These are certainly positive developments in creating the required management expertise. Yet it would be vitally necessary that these institutions themselves ensure that they impart a quality education in management, are always open to new ideas and bring in expertise from outside to enrich their management training. A mere paper qualification would not ensure that we have good managers. Also these institutions have a responsibility to upgrade managers and make good managers better managers.
One obstacle to improving managerial skills is that many entrepreneurs do not recognise the need for skills and training in this field. There is also the tendency to view management as the art of somehow or the other getting things done rather than following efficient methods and better organisation.
Some entrepreneurs do not want to pay for the higher skills thinking that it is an added cost. Only better managed firms know that a highly paid manager could bring in returns to the company several fold the cost.
There is no doubt that the international experience of countries like Singapore, Malaysia, Korea and Japan underlie the vital importance of good managers. If Sri Lanka is to achieve rapid economic development we need good managers both in the public sector and in private enterprise. Dr. Mahathir's advice should indeed be taken seriously.
Substantial declines in the indices were recorded with 30 odd points declining over the week, with ASPI recording 770 levels. Turnover over the week was poor due to lack of substantial foreign investments. Average daily turnover was mainly in the region of Rs. 40-50 million.
Retail investors were mainly on the selling side, raising funds to purchase the Plantation IPO's put out by the Treasury. Due to the large amount of Plantation IPO'S expected to be offered by the Treasury (12 within the next 3 months), it is expected that more booms and slumps in the market would occur due to funds being transferred from secondary market operations to the IPO section in this case the Government.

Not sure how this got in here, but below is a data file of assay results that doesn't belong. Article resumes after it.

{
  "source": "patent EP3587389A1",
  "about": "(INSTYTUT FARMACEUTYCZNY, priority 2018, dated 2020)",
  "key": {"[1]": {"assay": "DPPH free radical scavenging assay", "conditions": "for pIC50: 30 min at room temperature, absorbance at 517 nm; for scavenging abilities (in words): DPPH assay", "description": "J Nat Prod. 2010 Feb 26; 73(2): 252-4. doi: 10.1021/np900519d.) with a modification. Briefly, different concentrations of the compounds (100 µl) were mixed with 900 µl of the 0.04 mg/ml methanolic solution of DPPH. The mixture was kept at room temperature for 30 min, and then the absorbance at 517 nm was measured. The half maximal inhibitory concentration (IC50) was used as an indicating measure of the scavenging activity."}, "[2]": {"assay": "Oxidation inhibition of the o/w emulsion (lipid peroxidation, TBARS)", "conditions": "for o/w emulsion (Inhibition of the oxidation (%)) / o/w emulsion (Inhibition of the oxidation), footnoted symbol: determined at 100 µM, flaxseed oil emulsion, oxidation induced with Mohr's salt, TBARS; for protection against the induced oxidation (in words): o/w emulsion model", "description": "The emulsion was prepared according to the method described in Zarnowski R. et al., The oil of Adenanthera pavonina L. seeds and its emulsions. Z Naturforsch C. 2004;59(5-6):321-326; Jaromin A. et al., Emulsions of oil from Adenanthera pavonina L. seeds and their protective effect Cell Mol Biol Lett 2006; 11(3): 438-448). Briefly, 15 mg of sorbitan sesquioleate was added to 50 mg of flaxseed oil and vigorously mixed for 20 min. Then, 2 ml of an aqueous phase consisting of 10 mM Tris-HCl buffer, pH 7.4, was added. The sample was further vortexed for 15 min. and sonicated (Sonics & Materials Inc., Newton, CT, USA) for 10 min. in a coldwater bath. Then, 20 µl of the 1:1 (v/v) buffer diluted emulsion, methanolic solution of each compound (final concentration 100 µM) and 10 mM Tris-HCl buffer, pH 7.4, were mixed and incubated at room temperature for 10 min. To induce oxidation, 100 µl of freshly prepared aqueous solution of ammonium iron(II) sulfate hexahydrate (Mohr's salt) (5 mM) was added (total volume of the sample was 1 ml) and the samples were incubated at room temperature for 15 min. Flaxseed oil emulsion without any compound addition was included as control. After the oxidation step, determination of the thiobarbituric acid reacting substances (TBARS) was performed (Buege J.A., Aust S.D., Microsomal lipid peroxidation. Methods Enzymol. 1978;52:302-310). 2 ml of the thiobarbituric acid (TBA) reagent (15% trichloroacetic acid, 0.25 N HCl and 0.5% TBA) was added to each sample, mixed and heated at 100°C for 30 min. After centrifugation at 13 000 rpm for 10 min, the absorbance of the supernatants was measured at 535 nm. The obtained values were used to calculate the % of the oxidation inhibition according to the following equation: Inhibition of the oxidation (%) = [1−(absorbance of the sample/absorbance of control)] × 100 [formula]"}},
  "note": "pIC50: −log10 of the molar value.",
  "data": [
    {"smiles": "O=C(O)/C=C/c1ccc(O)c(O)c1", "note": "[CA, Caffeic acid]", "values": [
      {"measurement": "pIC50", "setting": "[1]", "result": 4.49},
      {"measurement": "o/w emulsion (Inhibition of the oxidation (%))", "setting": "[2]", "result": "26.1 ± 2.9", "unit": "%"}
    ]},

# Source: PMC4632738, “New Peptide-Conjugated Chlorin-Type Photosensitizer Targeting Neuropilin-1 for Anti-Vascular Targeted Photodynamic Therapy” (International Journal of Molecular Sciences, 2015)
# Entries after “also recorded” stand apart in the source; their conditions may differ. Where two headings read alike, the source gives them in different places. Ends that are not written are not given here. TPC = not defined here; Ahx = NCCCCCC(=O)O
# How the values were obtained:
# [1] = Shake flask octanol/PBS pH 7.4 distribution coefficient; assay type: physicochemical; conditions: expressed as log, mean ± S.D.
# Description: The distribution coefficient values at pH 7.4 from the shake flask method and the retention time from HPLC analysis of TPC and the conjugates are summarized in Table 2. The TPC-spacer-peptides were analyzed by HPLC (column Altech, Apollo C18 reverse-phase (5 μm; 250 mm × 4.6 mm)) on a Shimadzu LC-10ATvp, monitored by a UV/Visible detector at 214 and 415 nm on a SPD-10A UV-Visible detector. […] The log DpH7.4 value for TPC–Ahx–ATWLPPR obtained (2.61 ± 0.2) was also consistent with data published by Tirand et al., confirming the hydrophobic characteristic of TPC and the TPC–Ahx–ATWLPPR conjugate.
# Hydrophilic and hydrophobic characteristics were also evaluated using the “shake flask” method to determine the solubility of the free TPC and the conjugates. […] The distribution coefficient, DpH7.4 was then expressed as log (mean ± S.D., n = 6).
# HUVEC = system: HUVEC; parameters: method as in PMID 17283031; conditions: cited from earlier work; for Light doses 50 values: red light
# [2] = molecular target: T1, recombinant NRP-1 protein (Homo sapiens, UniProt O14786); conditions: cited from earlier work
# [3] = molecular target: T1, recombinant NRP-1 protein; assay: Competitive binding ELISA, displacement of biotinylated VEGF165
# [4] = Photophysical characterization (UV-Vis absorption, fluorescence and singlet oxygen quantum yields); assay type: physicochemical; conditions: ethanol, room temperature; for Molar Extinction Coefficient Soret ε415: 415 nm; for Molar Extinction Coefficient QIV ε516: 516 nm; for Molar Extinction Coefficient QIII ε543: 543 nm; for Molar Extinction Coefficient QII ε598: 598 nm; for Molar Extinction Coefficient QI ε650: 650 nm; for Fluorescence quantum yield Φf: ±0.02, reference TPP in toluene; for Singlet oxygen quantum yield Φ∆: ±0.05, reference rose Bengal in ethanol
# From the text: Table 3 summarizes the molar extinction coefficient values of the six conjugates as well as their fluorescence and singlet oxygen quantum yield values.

On the macro economic front, the Balance of Payment (BOP) figures released for 1Q 97, shows a deficit of US$ 40m. As in comparison to 1Q 96 surplus of US$ 82m. However, it is expected that the BOP would end-up in a positive note, with the economy beginning to recover. Foreign Direct Investment (FDI) is expected to grow. Furthermore portfolio inflows have been up significantly from the beginning of the year, this is evidenced by 30% rise in the Colombo market since then.
Plantations: Innovative Management/Privatization/high world market prices/world class products with profits to underline the overall success have helped the plantation sector to bounce-back strongly. Production also has increased, with yearly annual increase of 15% in Tea and a 25% increase in Rubber products over the last 5 years.
First half 1997, the company has recorded a turnover growth of 16% to 293mn. Operating profits have come down by 6.1% to Rs. 44 mn. Profit after tax (PAT) has dropped by 2.6% to Rs. 38mn.
1st quarter 97 - Turnover increased by 13.7% to Rs 147mn. Operating profit and PAT has declined by 33% to Rs 12mn, & 55% to Rs. 6.5m respectively.